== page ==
duala slit drum cameroon

Duala slit drum / tambour à fente / Schlitztrommel Cameroon

"A good example of the caution that must be employed is the drum-signalling of the Duala of the Southern Cameroons, perhaps the most frequently studied of all instrumental systems. Betz (1898:3), who made the first systematic study, noted that while many words or sentences correspond with their spoken counterparts in tone height, stress, and tempo, they are outnumbered by those for which this correspondence does not hold true; this led Sembritski (Nekes 1917: 73) to term it in essence an encoding system. Meinhof (in Thilenius et al 1916:183), on the basis of his own experience with the Duala, also denied a direct correspondence between the physical features of the signal and those of the spoken word. Nekes, on the other hand (1912:73) was in essential agreement with Betz, but pointed out that his residual class included rare expressions which had disappeared from colloquial use. He added (1912:73f.) that most drum signals are formal paraphrases, often poetic, of brief oral utterances. Moreover, "it can happen that the younger generation may lose sight of the immediate significance of the long signal and think of it as an arbitrary sign inherited from their fathers." "
excerpt from: Stern, Theodore : Drum and Whistle "Languages": An Analysis of Speech Surrogates.

"The three most common slit drum types are the cylindrical, the trapezoid and the zoomorphic. Besides these we also find them in the form of a tulip, half-moon and boat. The basic structure of the drum is virtually the same for each type and is best illustrated by the cylindrical slit drum. A block of wood, usually part of a tree trunk, is cut into the desired shape and then hollowed out through the slit in the upper side. The drum-maker/woodcutter ensures that the two sides of the drum are unequal in thickness so that different pitches are produced when played with two rubber-headed drum sticks. The two-tone structure will later form the basis for the transmission of a message, the purpose for which these instruments are best known. The creativity of the drum-maker and woodcutter is clearly visible in the way the upper side around the slit is decorated. This can be done by making the simple cut for the slit and by adding two "sound holes" at each end, or by decorating the area around the slit with geometric patterns."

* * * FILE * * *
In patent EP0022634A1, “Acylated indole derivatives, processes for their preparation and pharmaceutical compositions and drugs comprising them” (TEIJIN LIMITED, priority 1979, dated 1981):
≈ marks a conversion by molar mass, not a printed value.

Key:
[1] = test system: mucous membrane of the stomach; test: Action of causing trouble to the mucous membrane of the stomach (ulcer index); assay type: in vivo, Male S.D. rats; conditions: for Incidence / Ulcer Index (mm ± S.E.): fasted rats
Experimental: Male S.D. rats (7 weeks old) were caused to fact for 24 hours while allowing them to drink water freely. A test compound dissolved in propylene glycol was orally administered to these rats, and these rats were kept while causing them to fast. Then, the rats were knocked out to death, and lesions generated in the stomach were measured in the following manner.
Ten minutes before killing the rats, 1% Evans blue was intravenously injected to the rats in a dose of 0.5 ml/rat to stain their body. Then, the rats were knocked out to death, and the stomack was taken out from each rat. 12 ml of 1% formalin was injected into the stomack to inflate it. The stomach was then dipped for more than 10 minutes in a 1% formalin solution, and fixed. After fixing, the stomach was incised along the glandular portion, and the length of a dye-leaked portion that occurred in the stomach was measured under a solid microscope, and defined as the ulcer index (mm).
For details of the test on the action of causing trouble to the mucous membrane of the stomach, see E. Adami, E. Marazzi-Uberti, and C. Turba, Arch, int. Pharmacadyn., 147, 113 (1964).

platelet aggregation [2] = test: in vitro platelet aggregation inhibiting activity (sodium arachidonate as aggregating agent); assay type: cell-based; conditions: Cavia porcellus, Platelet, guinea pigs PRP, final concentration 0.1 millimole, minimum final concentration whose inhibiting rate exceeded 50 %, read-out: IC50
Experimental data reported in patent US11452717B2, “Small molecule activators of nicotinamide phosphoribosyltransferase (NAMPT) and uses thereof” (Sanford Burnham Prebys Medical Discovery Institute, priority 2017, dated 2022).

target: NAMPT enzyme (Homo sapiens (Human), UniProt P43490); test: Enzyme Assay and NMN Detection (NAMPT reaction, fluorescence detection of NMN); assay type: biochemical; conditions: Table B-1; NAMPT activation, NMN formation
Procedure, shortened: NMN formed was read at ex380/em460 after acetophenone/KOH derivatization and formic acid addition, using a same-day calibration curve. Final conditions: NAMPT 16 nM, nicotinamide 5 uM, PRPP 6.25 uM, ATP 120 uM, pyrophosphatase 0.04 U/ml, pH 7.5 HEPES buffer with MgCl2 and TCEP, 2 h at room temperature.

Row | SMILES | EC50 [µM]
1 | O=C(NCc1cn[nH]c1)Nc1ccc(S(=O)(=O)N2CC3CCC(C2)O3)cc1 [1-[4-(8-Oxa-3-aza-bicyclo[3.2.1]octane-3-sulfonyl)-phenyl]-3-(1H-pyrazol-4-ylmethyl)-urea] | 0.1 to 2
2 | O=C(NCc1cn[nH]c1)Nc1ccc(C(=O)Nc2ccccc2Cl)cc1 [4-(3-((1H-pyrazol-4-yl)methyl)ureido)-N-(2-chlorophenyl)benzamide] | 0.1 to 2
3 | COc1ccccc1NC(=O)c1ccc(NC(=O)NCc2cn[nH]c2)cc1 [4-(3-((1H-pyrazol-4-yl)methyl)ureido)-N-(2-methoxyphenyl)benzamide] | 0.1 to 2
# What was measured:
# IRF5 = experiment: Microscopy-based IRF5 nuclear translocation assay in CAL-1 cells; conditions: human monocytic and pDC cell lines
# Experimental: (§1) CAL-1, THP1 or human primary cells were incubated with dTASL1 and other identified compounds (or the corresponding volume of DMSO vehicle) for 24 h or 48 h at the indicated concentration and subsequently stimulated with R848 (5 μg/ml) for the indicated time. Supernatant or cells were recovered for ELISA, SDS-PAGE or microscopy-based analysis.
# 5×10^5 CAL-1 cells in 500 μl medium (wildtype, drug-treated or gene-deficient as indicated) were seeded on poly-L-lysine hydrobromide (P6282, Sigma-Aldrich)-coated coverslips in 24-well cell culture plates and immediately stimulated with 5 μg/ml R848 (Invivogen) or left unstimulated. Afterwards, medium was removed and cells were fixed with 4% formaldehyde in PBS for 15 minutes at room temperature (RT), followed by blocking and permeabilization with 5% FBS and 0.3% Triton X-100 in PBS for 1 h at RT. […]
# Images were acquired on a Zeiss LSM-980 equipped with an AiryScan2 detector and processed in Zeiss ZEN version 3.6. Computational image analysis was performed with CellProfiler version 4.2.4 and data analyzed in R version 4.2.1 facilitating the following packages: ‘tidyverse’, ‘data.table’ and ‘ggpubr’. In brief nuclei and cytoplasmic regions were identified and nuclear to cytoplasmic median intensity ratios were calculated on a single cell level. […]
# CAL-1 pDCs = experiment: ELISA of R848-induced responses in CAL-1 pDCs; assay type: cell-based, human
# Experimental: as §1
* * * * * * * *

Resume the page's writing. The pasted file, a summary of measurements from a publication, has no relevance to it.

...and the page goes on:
Copyright © Royal Museum for Central Africa ('RMCA'), 2018. All rights reserved.
excerpt from the website:http://music.africamuseum.be/instruments/english/congo%20drc/bakpekpe.html

Die Schlitztrommel ist das wichtigste Signalinstrument in Zentralafrika und kann zur Nachrichtenübermittlung (Sprechtrommeln) verwendet werden.
Die beiden Wandungen der Trommel sind unterschiedlich dick und erzeugen beim Anschlagen zwei unterschiedliche Töne. Sprachmelodie und Sprachrhythmus können so von Spezialisten auf das Instrument übertragen werden.

Stern, Theodore : Drum and Whistle "Languages": An Analysis of Speech Surrogates.
Armstrong, Robert G. - Talking instruments in West Africa. Explorations 4: 140-153.
Betz, R. 1898 : Die Trommelsprache der Duala. Mitteilungen von Forschungsreisenden und Gelehrten aus den deutschen Schutzgebieten 11: 1-86.
Carrington, John F. (1949) : Talking drums of Africa. Carey Kingsgate Press.
Carrington, John F. (1944). The drum language of the Lokele tribe.
Herzog, George (1934) Speech-melody and primitive music. Musical Quarterly 20:452-466.
Herzog, George (1944) Drum-signalling in a West African tribe. Word 1:217-238.
Kubik, Gerhard ; Malamusi Moya Aliya ; Varsányi,András : Afrikanische Musikinstrumente. Katalog und Nachdokumentation der Musikinstrumente aus Afrika südlich der Sahara in der Sammlung Musik des Münchner Stadtmuseums.
Laurenty, Jean-Sébastien : Les tambours à fente de l'Afrique centrale, Musée royal de l'Afrique centrale, Tervuren, 1968, 2 vol.
Nekes, Hermann (1912) Trommelsprache und Fernruf bei den Jaunde und Duala in Südkamerun. Mitteilungen des Seminar fur orientalische Sprachen, vol. 15, Section 3:69-83.
Thilenius, B., C. Meinhof, and W. Heinitz (1916) Die Trommelsprache in Afrika und in der Sudsee. Vox 26:179-208.